Illegal abortion pills sweep South Korea
Online stores selling the pills are easily searchable, but most don’t talk about their side effects
By Rha Hae-sung
Despite laws banning medical or surgical abortion, the illegal trade in abortion pills has been steadily growing in South Korea. Law enforcement agencies have been cracking down on black markets, but the trafficking continues.
Korean online drug stores for abortion pills can be accessed within a few clicks on foreign search engines like Google. Most web pages selling the pills avoid specifying side effects while underscoring the advantages of medical abortion.
“Mifegyne is a package of medical abortion pills that doesn’t entail extreme pain and thus anaesthetics,” an online store for abortion pill Mifegyne says in its product description. “By simply taking a pill, you can avoid the side effects that derive from surgical abortions. It is cheaper and safer compared to the surgical processes.”
The drug-selling sites also have reviews that trumpet the pills’ benefits and safety. But the reviews’ credibility is limited as they are uploaded anonymously.
“I owe you my life, thank you so much,” one of the comments said. “It is the best pharmacy ever. I’ve successfully aborted my pregnancy through the pills.”
The sites also give the impression that the online retailers are run by medical professionals, when they are not. Most of the stores use pictures of doctors, surgeons and pharmacists in their web designs. One has been regularly putting up medical reports and issues related to abortion.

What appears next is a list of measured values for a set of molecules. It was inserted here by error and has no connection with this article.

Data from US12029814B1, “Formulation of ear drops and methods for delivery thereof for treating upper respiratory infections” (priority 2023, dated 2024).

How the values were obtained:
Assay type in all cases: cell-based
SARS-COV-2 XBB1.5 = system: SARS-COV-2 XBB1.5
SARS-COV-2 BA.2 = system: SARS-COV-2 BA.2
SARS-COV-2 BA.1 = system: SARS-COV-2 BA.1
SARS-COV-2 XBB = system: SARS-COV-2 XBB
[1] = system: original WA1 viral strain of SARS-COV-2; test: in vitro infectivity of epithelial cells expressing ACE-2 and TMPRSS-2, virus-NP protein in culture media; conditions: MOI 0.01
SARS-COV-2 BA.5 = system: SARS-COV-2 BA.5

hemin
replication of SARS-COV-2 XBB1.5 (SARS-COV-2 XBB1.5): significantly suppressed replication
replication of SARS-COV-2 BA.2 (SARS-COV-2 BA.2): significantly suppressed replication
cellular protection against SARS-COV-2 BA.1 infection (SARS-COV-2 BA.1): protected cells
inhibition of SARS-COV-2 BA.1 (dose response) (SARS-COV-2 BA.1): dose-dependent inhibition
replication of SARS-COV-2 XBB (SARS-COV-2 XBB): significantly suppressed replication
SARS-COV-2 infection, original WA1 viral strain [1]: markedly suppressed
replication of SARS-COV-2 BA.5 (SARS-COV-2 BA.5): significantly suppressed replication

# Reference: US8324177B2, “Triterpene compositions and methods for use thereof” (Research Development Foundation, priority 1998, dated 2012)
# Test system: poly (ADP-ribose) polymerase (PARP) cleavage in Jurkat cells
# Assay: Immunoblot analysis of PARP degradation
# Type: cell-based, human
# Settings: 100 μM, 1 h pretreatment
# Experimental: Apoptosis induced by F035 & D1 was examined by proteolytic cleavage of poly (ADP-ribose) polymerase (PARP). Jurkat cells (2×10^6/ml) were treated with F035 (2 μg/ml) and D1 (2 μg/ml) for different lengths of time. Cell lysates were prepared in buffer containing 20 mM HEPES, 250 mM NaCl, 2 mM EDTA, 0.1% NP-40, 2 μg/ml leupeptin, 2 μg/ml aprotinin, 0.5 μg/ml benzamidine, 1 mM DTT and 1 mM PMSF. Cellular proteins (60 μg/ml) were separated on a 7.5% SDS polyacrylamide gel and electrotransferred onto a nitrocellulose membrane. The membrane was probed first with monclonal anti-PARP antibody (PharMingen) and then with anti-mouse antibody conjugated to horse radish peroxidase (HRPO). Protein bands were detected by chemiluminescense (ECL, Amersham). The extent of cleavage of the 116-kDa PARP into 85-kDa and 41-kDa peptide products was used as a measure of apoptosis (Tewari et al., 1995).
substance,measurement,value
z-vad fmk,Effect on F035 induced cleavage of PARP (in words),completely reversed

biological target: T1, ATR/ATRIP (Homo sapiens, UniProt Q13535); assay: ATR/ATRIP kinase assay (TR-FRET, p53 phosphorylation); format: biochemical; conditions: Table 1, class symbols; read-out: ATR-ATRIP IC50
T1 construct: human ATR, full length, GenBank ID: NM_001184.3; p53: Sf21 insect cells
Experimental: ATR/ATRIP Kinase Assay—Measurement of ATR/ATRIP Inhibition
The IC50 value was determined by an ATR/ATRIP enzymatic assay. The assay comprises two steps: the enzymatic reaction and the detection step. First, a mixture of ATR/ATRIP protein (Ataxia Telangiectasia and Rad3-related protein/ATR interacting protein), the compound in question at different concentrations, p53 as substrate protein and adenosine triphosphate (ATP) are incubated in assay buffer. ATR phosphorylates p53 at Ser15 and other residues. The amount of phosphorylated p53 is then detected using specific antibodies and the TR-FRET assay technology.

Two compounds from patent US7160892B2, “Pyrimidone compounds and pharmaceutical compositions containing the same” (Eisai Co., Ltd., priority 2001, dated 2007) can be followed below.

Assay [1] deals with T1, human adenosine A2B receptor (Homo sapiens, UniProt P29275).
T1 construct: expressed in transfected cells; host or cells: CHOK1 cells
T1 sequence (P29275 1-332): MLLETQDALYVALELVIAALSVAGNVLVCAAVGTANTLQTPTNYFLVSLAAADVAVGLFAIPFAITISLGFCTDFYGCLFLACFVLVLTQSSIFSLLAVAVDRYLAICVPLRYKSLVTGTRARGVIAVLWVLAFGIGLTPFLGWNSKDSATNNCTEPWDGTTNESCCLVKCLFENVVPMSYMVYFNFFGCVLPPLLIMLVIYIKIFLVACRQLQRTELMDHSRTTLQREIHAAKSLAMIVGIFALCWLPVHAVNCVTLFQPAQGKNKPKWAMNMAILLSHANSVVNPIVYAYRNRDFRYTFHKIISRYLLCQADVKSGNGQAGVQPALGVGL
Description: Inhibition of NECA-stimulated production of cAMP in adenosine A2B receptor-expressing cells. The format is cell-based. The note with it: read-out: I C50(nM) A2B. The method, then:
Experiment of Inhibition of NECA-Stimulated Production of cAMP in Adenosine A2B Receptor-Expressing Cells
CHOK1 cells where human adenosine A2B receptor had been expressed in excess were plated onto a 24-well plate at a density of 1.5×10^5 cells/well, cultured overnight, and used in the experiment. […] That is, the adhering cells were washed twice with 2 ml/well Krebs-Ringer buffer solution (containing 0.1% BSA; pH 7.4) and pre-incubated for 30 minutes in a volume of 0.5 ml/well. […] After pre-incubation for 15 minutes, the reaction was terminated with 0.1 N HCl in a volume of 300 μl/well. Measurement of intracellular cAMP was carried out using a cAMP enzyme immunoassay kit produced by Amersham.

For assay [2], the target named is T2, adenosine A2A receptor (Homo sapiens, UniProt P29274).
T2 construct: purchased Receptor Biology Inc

Adding fuel to the fire, social media such as Twitter, Facebook and Instagram have become a new hub for illicit trades. Individual dealers post their phone numbers with hashtags related to artificial abortion. In direct trades between individuals, tracking the origins of the medication is extremely difficult as there isn’t any specific or central source of the deals. This makes law enforcement extremely difficult.
There have been many reports of Chinese selling fake pills via social media and online stores that caused serious side effects in several women. In 2015, the Seoul Central District Court jailed Kim, 41, for distributing the fake medication to more than 100 women in South Korea. Kim’s accomplices also faced charges but their whereabouts were unknown.
More than 230,000 people have petitioned for the abortion law’s abolition via the presidential homepage. As the number of signature surpassed 200,000 by October 29, the South Korean government is now required to make an official statement on the issue.